1908 Opera New York 01-01-1908.

1908 Opera New York 01-01-1908.

Review of Richard Aldrich in The New York Times


Gustav Mahler Makes His First Appearance as Conductor.


A Remarkable Performance in Which Both Make a Deep Impression — Van Rooy and Knote in Familiar Parts.

The German works have had scant showing at the Metropolitan Opera House so far this Winter. Their time has come now, however, with the coming of Gustav Mahler to occupy the chief place in the conductor’s chair. He made his first appearance before a New York audience last evening, conducting the first performance given there this season of “Tristan und Isolde,” The occasion was doubly notable because it was also the first appearance of Mme. Olive Fremstad in the part of Isolde.

There was enough here to key up the interest of the lovers of Wagner’s great tragedy to a high pitch, and there was the promise of a performance remarkable in many respects. The promise was kept, and more than kept. The performance was indeed a remarkable one. It not only disclosed splendid artistic gifts on the part of the two people in whom the public had its greatest curiosity, but there were not a few new features in the performance of the rest of the cast, all of whom were familiar in the parts they were representing, and who were spurred on to achieve unwonted excellence.

The influence of the new conductor was felt and heard in the whole spirit of the performance. He is clearly not one of the modern conductors, upon whom the ban of the Bayreuth of the present day rests, with the result of dragging the tempo and weighting the performance of Wagner’s works with lead. His tempos were frequently somewhat more rapid than we have lately been accustomed to, and they were always such as to fill the music with dramatic life. They were elastic and full of subtle variations.

Most striking was the firm hand with which he kept the volume of orchestral sound controlled and subordinated to the voices. These were never overwhelmed; the balance was never lost, and they were allowed to keep their place above the orchestra and to blend with it always in their rightful place. And yet the score was revealed in all its complex beauty, with its strands of interwoven melody always clearly disposed and united with an exquisite sense of proportion and an unerring sense of the larger values. Delicacy and clearness were the characteristics of many passages, yet the climaxes were made superbly effectual. Through it all went the pulse of dramatic passion and the sense of fine musical beauty.

It was certain that Mme. Fremstad would present even in her first performance – for it was the first time she has sung the part of Isolde – an impersonation of originality and power, and, above all, of dramatic sweep. It is an impersonation that discloses at once her dominating dramatic gifts, her accomplished stagecraft, her intelligence in possessing herself of the essential qualities of Wagner’s heroine. She is of the race of the great interpreters of Isolde. There are memories that will not down, and which she cannot efface, and she has not yet reached her real stature in the part.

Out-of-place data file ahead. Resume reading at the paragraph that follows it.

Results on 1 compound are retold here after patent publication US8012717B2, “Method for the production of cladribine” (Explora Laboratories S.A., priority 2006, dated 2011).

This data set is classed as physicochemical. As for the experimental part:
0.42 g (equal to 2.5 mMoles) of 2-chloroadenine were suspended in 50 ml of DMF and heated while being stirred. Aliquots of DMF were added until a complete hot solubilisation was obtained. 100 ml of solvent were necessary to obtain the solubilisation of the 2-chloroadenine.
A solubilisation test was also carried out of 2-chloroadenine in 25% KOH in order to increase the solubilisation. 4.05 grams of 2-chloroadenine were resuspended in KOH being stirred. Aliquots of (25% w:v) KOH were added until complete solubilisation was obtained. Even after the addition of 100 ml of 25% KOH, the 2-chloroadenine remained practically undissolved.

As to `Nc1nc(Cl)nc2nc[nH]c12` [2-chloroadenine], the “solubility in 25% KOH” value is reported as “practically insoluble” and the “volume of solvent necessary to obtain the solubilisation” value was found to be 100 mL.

Mme. Frernstad’s Isolde is destined to be much greater than it is. She has not yet made herself completely mistress of all this woman is and does. So complex a character is not to be possessed at a single bound by any singing actress, however great her gifts may be. Mme. Fremstad’s conception has the prescience, the skill of a great artist, but there are details that she does not now express, and that she will find her way to express before she has grown much older in the part. Her representation is absorbingly interesting upon all its sides.

In its outward appearance it is of fascinating beauty and allurement, of grave dignity, rather of gentleness than of regal imperiousness in her first state, rather of wistful sadness than of the suppressed and raging fury of the woman scorned. The scorn, the irony, the bitterness, the hate that are pent up in her soul, are suggested rather than fully denoted by her. It is a marvelously beautiful impersonation, granted the point of view, but there still is needed more salient and sharply drawn outline. Her representation of the scene after the fatal potion has done its work is full of passionate ardor, and in the second act there is the burning flame of passion; in the third she strikes the note of grave and tragic tenderness reaching at the end the fullness of lofty eloquence.